I agree that in the air it is not acceptable to joke in this way. However the original post was about an elderly couple on the ground where a question was asked which could have been a joke or could have been a valid query to make sure his wife had not inadvertently packed such an item. What also should be borne in mind is that nervous people tend to joke about the very thing they are nervous about as a means of dealing with it themselves. At worst these people should have been subjected to a more thorough security check followed by a quiet word then allowed to board. I will say that if the more thorough check wasnít conclusive I agree that they not be allowed to fly but at the moment it appears that the terrorists are winning as evidenced by the paranoia that is making this industry tear itís self apart.
Time to lighten up, not on security just attitude towards the people who ultimately you work for.
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Old 19th Nov 2001, 17:47
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Exclamation

Those of you who think that the Ashworth's were 'insensitive' should take a few lessons in being 'sensitive' yourselves.

Down and Welded makes a very good point. Check in staff should be much more reasonable (sensitive?) with passengers who clearly are just being silly. Sure thing it is not sensible to make such remarks, but let's get some perspective shall we?

DX Wombat you are confusing this with some other incident. Try and keep to the point of the thread.
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Old 19th Nov 2001, 19:07
  #31 (permalink)  

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A terrorist would be unlikely to declare concealed weapons so reacting in this way is of debatable value. There's also a danger of creating a culture of fear over check-in: Pax will be less inclined to admit leaving bags unattended if they fear more than just an enhanced search.

That said, there's a downside to asking check-in staff to decide if the pax is a security risk or a stand-up comedian. Whenever judgement calls are made, there's scope for human error.

Perhaps the best option would be to better educate pax about the formality of the check-in procedure. Many airlines have leaflets explaining the security questions. How about a footnote such as "Your check-in declarations are legally binding, please take them seriously and do not make jokes" ?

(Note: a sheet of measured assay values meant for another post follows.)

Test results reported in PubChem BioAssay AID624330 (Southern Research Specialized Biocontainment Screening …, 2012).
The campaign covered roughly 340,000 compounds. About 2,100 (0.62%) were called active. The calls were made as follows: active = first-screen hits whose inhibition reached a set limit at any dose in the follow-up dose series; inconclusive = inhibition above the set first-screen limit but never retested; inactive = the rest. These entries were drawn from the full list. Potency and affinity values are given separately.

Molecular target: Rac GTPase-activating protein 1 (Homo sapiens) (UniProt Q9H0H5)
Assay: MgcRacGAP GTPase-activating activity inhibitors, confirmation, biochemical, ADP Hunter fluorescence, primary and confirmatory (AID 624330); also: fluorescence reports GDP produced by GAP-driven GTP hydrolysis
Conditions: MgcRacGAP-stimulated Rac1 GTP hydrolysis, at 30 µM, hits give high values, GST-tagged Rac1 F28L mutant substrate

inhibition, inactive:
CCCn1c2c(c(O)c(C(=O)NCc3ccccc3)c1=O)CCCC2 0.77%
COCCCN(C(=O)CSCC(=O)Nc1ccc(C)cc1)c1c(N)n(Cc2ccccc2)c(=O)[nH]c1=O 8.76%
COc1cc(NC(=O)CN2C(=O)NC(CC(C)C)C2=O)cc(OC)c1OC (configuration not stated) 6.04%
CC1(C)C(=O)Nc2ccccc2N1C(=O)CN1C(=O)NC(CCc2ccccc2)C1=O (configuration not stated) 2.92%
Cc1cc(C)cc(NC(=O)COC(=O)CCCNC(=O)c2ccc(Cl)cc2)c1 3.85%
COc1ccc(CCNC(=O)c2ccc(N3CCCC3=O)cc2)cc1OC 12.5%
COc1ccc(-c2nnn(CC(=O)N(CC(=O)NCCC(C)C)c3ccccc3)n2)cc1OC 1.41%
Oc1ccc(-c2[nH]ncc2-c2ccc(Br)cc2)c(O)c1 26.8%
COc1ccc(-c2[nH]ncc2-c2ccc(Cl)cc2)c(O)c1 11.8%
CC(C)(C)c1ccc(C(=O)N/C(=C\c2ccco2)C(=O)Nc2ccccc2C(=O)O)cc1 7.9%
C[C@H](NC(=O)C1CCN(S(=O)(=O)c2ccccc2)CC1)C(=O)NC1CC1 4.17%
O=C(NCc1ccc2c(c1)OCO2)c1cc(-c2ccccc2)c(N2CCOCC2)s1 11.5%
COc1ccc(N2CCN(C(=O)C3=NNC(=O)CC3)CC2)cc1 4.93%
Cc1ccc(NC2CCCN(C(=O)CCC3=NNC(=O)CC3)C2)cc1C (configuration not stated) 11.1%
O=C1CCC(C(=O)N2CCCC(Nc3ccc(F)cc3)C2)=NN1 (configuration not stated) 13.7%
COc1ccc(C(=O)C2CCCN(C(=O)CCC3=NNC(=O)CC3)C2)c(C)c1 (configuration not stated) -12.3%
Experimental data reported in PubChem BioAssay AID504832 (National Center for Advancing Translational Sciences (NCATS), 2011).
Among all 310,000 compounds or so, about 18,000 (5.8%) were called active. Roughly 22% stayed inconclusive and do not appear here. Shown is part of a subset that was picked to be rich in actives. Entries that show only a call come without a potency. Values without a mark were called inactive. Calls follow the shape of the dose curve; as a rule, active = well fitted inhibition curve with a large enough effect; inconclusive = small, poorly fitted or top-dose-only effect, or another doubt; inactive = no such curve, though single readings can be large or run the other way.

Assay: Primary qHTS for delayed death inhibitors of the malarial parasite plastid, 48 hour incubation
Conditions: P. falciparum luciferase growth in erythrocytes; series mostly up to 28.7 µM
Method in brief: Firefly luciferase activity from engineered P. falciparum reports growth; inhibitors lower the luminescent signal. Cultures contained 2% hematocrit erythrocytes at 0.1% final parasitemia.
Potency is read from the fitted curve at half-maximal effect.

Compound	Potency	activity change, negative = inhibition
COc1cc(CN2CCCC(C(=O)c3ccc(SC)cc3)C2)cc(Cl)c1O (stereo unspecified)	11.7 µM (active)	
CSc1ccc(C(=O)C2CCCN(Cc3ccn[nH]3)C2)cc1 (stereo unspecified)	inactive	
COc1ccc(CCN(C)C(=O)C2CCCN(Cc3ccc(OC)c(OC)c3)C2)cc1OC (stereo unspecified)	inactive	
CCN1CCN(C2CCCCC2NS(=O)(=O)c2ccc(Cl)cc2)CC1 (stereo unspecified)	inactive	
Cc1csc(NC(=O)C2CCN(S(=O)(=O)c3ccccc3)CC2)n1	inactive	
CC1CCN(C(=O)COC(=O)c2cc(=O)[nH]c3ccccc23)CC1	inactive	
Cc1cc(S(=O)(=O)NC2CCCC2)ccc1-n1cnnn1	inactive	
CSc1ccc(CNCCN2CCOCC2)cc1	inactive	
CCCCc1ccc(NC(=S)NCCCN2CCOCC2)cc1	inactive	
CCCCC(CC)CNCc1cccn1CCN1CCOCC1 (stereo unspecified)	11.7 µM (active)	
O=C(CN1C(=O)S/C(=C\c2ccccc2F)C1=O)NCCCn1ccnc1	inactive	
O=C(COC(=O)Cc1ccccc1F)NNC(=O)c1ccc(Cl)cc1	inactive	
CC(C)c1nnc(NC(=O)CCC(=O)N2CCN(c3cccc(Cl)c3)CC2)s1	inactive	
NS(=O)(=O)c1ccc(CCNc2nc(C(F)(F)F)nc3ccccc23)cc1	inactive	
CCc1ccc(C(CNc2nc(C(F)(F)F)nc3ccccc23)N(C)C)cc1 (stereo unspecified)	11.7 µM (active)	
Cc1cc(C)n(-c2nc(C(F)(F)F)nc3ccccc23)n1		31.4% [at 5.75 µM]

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Old 19th Nov 2001, 19:54
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I'm just a pax. All I can give you is my point of view from where I stand. It may interest some of you who actually cares to hear how we feel and see this events that are happening after that tragic Sep. 11.

I fly almost every week, different airports, different carriers, in US and out of it. I love flying since I was a kid, have no fear of flying whatsoever, even after Sep 11.

Lately, every time I go to the airport I get the feeling that I am considered as a terrorist until proven otherwise. I check and recheck my luggage trying to find out if any of my belongings can be considered as a weapon or something a terrorist would be carrying. I try not to look at the security in order not to raise any concerns, at the same time that I think they are looking at me and wondering why am I avoiding eye contact. I certainly do not make bad taste jokes like that, but this I did not do even before.

The reason I am given is that it is for my own safety. Sadly, I do not believe that. I believe in x-rayed carry-on luggage, in positive id of every checked luggage, in checking all personnel that works on the air side of operations, but the psychological part of this attitudes is simply awful. Believe me, there are far more pax terrified by this attitude then by bad taste jokes like that. And don't even get me started on air marshalls, the thought that there is a gun on board not controlled by crew is terrifying enough.

It has been said a lot, these are times for cool minded people. Not all pax are terrorists.
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Old 20th Nov 2001, 20:13
  #33 (permalink)  
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FlyingRabbit there is no such thing as "just a pax".